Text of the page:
The downside of this hike: it gets very busy in the summer. That being said, this hike is perfect for a chill day of exploring! And another added bonus: the trailhead is right by the Banff Hotsprings, so you can relax and soak in the hot springs after your hike!

6. Tent Ridge Horseshoe

6. Tent Ridge Horseshoe

Tent Ridge Horsehoe is for the more experienced adventurers. This hike does involve small sections of scrambling, so caution should be exercised! Ensure you have the experience, and required gear, and have done an appropriate amount of research before attempting this ridge. That being said, Tent Ridge Horseshoe is an incredible 10 km hike/scramble with 839 meters of elevation. It is located in the beautiful Kananaskis Country. After the initial walk through the forest, you come to a stunning open meadow with a towering ridgeline above. Once gaining the ridgeline, you will hike along with its horseshoe shape and enjoy breathtaking views of the surrounding mountains and Spray Lake. If you’re lucky enough to do this hike in the fall, you will get to experience the popular golden larch trees.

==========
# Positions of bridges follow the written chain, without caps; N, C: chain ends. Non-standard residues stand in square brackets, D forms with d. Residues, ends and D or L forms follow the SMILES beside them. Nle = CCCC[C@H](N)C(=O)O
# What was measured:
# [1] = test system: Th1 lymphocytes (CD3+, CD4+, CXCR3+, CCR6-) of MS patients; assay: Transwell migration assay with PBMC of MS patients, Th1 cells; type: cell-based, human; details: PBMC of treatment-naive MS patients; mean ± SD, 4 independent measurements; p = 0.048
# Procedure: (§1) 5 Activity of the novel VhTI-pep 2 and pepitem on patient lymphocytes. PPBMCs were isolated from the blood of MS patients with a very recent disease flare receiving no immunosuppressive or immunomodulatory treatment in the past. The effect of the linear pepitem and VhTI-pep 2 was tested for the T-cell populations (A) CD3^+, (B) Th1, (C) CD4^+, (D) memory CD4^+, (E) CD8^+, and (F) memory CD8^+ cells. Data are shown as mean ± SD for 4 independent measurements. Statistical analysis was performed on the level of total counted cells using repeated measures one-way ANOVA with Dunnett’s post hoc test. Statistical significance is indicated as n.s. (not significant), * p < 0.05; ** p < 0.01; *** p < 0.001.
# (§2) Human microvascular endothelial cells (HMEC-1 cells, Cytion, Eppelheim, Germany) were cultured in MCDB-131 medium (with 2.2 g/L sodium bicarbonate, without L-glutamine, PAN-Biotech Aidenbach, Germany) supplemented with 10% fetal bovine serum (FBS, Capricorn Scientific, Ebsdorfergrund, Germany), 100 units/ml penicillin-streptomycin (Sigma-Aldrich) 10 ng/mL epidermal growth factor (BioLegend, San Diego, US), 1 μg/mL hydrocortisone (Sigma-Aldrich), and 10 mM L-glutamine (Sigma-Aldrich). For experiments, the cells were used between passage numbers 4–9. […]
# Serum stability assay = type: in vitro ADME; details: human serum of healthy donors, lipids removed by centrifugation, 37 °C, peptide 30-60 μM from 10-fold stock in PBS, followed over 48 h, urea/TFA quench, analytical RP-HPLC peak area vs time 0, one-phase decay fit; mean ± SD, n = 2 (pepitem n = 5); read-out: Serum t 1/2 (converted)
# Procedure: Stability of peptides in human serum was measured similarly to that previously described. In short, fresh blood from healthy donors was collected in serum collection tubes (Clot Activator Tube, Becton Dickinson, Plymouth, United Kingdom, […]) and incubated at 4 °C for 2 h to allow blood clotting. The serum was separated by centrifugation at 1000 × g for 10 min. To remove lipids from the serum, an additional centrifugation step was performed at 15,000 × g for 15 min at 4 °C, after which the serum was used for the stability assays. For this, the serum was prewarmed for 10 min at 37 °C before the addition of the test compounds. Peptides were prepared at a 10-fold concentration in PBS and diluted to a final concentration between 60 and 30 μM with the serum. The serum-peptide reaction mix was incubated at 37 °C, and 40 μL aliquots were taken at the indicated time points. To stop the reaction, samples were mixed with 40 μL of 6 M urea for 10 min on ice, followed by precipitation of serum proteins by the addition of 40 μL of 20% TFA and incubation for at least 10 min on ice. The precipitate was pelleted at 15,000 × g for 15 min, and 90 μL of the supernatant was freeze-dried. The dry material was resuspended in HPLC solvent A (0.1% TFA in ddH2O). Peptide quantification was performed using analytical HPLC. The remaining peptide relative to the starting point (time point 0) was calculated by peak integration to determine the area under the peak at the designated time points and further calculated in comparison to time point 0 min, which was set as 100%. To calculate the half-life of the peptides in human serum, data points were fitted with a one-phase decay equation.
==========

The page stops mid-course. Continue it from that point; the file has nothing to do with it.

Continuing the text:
Be prepared for any type of weather, even in the middle of summer. In the Rockies, the weather is unpredictable, and being stuck on an exposed ridge is the last place you want to be in a storm!

There you have it, 6 incredible Hiking Destinations in Western Canada! These hikes will allow you to experience magnificent mountain views, stunning ocean views, and beautiful alpine lakes. Always remember to respect the land and pack out what you pack in. Leave these areas as they should be: wild and beautiful.

If you want to know more about hiking in western Canada, visit my blog and reach out on Instagram for my latest pictures.

Missie